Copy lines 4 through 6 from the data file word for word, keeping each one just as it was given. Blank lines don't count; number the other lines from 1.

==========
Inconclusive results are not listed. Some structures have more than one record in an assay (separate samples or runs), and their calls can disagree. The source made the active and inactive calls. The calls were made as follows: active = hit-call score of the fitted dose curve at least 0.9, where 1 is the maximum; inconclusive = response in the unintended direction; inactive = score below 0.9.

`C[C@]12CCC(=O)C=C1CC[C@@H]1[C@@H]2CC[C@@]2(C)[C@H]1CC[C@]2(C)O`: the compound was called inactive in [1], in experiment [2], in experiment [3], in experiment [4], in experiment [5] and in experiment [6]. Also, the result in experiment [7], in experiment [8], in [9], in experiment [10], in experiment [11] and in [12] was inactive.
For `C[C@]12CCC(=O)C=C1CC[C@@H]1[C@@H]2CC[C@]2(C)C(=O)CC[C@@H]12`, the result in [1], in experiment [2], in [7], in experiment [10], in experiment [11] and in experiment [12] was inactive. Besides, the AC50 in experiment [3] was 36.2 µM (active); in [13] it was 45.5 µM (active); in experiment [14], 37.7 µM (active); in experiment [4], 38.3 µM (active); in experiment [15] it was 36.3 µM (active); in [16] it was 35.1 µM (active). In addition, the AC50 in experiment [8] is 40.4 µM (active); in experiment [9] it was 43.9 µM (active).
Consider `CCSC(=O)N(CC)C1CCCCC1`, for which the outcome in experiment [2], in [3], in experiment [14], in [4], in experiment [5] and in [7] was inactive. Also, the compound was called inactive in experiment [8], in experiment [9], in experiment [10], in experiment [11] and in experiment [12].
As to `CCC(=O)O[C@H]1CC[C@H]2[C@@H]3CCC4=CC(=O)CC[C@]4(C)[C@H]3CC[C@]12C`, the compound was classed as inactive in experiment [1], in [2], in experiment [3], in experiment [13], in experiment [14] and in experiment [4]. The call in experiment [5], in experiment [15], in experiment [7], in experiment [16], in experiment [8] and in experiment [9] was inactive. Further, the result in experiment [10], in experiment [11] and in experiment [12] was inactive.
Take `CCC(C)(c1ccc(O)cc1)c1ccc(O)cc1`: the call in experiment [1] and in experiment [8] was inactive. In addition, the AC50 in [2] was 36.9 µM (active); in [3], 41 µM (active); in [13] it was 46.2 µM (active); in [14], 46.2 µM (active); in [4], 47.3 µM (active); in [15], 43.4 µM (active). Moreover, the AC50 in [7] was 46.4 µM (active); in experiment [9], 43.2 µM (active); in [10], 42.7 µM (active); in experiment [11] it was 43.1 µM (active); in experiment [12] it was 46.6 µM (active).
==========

Consider `CCSC(=O)N(CC)C1CCCCC1`, for which the outcome in experiment [2], in [3], in experiment [14], in [4], in experiment [5] and in [7] was inactive. Also, the compound was called inactive in experiment [8], in experiment [9], in experiment [10], in experiment [11] and in experiment [12].
As to `CCC(=O)O[C@H]1CC[C@H]2[C@@H]3CCC4=CC(=O)CC[C@]4(C)[C@H]3CC[C@]12C`, the compound was classed as inactive in experiment [1], in [2], in experiment [3], in experiment [13], in experiment [14] and in experiment [4]. The call in experiment [5], in experiment [15], in experiment [7], in experiment [16], in experiment [8] and in experiment [9] was inactive. Further, the result in experiment [10], in experiment [11] and in experiment [12] was inactive.
Take `CCC(C)(c1ccc(O)cc1)c1ccc(O)cc1`: the call in experiment [1] and in experiment [8] was inactive. In addition, the AC50 in [2] was 36.9 µM (active); in [3], 41 µM (active); in [13] it was 46.2 µM (active); in [14], 46.2 µM (active); in [4], 47.3 µM (active); in [15], 43.4 µM (active). Moreover, the AC50 in [7] was 46.4 µM (active); in experiment [9], 43.2 µM (active); in [10], 42.7 µM (active); in experiment [11] it was 43.1 µM (active); in experiment [12] it was 46.6 µM (active).